As the country navigates this latest recession, The Urbanophile advises that we learn from a city that faced its own economic collapse:
The lesson to be gleamed from Pittsburgh isn’t so much in what steps it’s taken on its way to recovery. Rather, the lesson to be learned from Pittsburgh is what happened to it when its Great Recession hit in 1983.
It failed. The steel collapse decimated Pittsburgh and its region, taking with it nearly 1 out of every 10 jobs there. Entire towns surrounding the city became obsolete. But it is because of that failure, that absolute bottoming-out, that Pittsburgh has been able to cast aside its past and emerge as a unique showcase of what a small, bustling, connected American city can eventually become.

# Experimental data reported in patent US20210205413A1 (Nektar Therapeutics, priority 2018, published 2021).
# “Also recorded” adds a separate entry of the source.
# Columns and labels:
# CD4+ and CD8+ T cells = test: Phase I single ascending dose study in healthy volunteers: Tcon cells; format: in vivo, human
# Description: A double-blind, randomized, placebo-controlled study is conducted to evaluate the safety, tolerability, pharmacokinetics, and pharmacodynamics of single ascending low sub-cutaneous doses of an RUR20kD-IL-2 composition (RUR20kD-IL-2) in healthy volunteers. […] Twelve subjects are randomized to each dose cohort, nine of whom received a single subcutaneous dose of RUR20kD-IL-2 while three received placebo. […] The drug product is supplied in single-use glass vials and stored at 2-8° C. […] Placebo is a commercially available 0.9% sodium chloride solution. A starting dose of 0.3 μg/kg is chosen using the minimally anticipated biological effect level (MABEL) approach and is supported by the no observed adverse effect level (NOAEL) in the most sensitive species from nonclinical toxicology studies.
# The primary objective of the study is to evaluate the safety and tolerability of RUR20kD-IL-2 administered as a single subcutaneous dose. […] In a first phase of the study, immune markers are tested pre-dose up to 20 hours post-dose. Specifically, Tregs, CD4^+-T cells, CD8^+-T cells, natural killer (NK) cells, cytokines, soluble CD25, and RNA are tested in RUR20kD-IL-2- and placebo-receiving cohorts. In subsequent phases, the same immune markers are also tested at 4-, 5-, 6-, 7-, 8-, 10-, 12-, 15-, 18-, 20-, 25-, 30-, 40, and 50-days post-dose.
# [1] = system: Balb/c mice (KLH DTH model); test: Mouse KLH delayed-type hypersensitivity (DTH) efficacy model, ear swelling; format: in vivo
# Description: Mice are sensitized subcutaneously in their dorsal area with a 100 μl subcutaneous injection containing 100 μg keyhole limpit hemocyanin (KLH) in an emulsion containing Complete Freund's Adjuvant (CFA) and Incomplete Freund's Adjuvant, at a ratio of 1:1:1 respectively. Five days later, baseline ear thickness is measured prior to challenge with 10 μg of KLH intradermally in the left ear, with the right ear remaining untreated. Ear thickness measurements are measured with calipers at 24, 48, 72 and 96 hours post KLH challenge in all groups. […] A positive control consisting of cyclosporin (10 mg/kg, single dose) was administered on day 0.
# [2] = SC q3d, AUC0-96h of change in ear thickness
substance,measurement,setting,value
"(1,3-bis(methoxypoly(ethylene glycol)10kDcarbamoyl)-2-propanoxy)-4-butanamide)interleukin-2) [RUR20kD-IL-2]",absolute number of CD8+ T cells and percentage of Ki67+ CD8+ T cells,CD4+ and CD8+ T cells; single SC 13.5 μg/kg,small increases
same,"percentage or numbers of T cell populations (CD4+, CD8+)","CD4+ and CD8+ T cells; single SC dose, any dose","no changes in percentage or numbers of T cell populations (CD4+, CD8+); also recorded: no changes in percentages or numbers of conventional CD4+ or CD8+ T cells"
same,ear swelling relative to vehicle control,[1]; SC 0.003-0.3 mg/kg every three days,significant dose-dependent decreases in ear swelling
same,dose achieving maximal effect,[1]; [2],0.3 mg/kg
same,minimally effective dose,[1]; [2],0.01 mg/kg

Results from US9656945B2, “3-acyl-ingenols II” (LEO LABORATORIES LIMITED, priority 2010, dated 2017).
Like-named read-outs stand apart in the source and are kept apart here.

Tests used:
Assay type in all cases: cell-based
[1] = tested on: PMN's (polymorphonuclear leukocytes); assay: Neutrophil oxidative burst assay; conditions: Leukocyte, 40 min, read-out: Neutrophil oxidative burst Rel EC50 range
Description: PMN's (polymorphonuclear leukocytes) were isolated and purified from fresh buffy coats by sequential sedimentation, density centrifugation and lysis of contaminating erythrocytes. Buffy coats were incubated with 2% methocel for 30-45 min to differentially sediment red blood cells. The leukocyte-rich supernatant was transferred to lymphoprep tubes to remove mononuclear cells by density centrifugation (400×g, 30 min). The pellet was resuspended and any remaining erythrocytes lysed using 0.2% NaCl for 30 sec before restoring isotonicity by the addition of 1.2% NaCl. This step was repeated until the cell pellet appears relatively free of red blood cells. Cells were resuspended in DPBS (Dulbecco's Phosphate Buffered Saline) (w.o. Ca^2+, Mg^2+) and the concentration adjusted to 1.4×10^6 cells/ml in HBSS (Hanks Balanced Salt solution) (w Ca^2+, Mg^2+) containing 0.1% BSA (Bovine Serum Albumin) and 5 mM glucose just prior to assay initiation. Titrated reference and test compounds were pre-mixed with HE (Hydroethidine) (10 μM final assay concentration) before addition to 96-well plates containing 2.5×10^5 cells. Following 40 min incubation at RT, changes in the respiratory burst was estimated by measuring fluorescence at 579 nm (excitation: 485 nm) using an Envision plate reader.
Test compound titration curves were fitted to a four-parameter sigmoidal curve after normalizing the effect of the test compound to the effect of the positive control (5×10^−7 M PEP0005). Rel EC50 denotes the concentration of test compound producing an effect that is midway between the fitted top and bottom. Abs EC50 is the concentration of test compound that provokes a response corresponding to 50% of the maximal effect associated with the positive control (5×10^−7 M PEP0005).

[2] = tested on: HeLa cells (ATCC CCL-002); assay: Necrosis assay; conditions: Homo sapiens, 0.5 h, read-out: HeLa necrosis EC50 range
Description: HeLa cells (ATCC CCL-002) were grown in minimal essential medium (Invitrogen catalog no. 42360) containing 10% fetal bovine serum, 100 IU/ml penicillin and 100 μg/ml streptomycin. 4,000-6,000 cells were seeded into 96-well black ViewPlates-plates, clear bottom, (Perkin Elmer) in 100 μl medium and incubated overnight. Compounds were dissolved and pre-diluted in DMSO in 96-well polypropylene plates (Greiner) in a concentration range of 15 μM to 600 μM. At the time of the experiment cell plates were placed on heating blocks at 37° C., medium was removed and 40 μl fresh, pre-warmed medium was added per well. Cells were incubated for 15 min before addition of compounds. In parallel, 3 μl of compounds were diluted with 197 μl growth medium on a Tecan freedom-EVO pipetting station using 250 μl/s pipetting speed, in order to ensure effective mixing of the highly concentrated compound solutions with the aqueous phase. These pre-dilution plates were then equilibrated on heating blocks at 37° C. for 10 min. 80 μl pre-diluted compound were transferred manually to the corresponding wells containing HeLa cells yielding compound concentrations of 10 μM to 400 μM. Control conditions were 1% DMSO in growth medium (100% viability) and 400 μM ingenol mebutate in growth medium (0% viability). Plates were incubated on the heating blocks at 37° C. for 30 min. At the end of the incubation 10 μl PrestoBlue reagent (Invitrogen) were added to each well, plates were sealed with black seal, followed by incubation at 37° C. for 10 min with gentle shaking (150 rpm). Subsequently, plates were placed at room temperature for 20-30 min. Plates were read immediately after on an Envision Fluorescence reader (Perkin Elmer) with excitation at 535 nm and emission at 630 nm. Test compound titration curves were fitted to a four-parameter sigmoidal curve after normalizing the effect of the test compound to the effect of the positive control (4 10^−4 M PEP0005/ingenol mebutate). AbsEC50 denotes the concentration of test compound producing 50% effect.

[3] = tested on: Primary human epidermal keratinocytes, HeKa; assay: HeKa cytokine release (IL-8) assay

The example of Pittsburgh is to fail on the failures and invest in the attributes- granted, of which the Burgh had many, in its beautiful architecture, old establishment money, intact communities and ethnic organizations, and cultural trusts and universities- that a place already has. It is a tale not so much for cities facing similar problems to the Pittsburgh of 30 years past, as it is for the country as a whole in this stage of national transmogrification.
Not out of line with Tom Friedman's column today.
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